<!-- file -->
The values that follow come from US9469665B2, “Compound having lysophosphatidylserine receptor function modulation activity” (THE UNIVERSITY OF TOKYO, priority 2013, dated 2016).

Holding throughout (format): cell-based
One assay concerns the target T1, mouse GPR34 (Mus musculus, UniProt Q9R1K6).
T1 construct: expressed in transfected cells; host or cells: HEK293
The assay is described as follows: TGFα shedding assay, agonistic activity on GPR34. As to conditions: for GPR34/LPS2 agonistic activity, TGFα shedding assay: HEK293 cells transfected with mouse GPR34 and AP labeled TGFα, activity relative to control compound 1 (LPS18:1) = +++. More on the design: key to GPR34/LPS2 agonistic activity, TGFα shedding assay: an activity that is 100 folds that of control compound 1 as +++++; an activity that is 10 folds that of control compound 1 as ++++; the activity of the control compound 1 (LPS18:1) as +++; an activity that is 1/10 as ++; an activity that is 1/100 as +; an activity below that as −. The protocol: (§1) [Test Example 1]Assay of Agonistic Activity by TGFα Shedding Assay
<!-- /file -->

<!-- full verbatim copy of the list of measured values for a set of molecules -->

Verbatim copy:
The values that follow come from US9469665B2, “Compound having lysophosphatidylserine receptor function modulation activity” (THE UNIVERSITY OF TOKYO, priority 2013, dated 2016).

Holding throughout (format): cell-based
One assay concerns the target T1, mouse GPR34 (Mus musculus, UniProt Q9R1K6).
T1 construct: expressed in transfected cells; host or cells: HEK293
The assay is described as follows: TGFα shedding assay, agonistic activity on GPR34. As to conditions: for GPR34/LPS2 agonistic activity, TGFα shedding assay: HEK293 cells transfected with mouse GPR34 and AP labeled TGFα, activity relative to control compound 1 (LPS18:1) = +++. More on the design: key to GPR34/LPS2 agonistic activity, TGFα shedding assay: an activity that is 100 folds that of control compound 1 as +++++; an activity that is 10 folds that of control compound 1 as ++++; the activity of the control compound 1 (LPS18:1) as +++; an activity that is 1/10 as ++; an activity that is 1/100 as +; an activity below that as −. The protocol: (§1) [Test Example 1]Assay of Agonistic Activity by TGFα Shedding Assay